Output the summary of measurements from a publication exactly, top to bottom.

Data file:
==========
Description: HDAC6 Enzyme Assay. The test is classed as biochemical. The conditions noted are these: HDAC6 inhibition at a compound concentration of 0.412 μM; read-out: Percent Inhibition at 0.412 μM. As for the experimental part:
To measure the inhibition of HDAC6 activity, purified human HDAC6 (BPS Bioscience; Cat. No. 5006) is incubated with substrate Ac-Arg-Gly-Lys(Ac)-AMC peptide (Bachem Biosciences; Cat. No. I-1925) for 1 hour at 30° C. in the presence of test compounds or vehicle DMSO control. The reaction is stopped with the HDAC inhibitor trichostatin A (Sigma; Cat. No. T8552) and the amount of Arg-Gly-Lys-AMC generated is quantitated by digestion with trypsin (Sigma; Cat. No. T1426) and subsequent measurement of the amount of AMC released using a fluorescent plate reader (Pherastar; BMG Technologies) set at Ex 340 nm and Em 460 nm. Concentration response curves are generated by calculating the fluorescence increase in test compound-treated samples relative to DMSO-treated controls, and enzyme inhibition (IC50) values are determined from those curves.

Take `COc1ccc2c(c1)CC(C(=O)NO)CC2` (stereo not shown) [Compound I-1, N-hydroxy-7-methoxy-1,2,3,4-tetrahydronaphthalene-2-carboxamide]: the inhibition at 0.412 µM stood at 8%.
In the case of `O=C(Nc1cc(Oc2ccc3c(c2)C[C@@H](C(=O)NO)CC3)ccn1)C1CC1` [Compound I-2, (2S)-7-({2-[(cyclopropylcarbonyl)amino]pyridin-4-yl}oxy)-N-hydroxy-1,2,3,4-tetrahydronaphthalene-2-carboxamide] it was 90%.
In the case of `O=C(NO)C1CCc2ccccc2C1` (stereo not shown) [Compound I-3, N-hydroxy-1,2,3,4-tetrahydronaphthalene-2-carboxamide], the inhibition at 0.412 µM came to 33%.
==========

Description: HDAC6 Enzyme Assay. The test is classed as biochemical. The conditions noted are these: HDAC6 inhibition at a compound concentration of 0.412 μM; read-out: Percent Inhibition at 0.412 μM. As for the experimental part:
To measure the inhibition of HDAC6 activity, purified human HDAC6 (BPS Bioscience; Cat. No. 5006) is incubated with substrate Ac-Arg-Gly-Lys(Ac)-AMC peptide (Bachem Biosciences; Cat. No. I-1925) for 1 hour at 30° C. in the presence of test compounds or vehicle DMSO control. The reaction is stopped with the HDAC inhibitor trichostatin A (Sigma; Cat. No. T8552) and the amount of Arg-Gly-Lys-AMC generated is quantitated by digestion with trypsin (Sigma; Cat. No. T1426) and subsequent measurement of the amount of AMC released using a fluorescent plate reader (Pherastar; BMG Technologies) set at Ex 340 nm and Em 460 nm. Concentration response curves are generated by calculating the fluorescence increase in test compound-treated samples relative to DMSO-treated controls, and enzyme inhibition (IC50) values are determined from those curves.

Take `COc1ccc2c(c1)CC(C(=O)NO)CC2` (stereo not shown) [Compound I-1, N-hydroxy-7-methoxy-1,2,3,4-tetrahydronaphthalene-2-carboxamide]: the inhibition at 0.412 µM stood at 8%.
In the case of `O=C(Nc1cc(Oc2ccc3c(c2)C[C@@H](C(=O)NO)CC3)ccn1)C1CC1` [Compound I-2, (2S)-7-({2-[(cyclopropylcarbonyl)amino]pyridin-4-yl}oxy)-N-hydroxy-1,2,3,4-tetrahydronaphthalene-2-carboxamide] it was 90%.
In the case of `O=C(NO)C1CCc2ccccc2C1` (stereo not shown) [Compound I-3, N-hydroxy-1,2,3,4-tetrahydronaphthalene-2-carboxamide], the inhibition at 0.412 µM came to 33%.